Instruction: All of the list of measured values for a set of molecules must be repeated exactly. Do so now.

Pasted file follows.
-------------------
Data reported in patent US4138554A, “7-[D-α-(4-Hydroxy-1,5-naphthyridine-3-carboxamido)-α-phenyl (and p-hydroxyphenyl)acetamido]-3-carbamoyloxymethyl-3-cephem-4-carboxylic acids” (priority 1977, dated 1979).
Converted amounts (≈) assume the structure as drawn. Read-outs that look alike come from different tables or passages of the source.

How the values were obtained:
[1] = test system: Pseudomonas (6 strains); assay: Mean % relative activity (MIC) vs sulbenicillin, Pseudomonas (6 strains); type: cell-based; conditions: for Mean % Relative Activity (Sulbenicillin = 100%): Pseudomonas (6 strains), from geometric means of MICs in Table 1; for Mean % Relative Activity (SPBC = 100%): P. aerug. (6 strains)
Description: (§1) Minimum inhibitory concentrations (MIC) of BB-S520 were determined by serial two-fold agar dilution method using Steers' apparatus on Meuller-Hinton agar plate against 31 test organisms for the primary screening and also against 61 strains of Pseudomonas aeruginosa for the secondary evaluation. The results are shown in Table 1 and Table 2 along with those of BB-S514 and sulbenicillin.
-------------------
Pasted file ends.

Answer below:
Data reported in patent US4138554A, “7-[D-α-(4-Hydroxy-1,5-naphthyridine-3-carboxamido)-α-phenyl (and p-hydroxyphenyl)acetamido]-3-carbamoyloxymethyl-3-cephem-4-carboxylic acids” (priority 1977, dated 1979).
Converted amounts (≈) assume the structure as drawn. Read-outs that look alike come from different tables or passages of the source.

How the values were obtained:
[1] = test system: Pseudomonas (6 strains); assay: Mean % relative activity (MIC) vs sulbenicillin, Pseudomonas (6 strains); type: cell-based; conditions: for Mean % Relative Activity (Sulbenicillin = 100%): Pseudomonas (6 strains), from geometric means of MICs in Table 1; for Mean % Relative Activity (SPBC = 100%): P. aerug. (6 strains)
Description: (§1) Minimum inhibitory concentrations (MIC) of BB-S520 were determined by serial two-fold agar dilution method using Steers' apparatus on Meuller-Hinton agar plate against 31 test organisms for the primary screening and also against 61 strains of Pseudomonas aeruginosa for the secondary evaluation. The results are shown in Table 1 and Table 2 along with those of BB-S514 and sulbenicillin.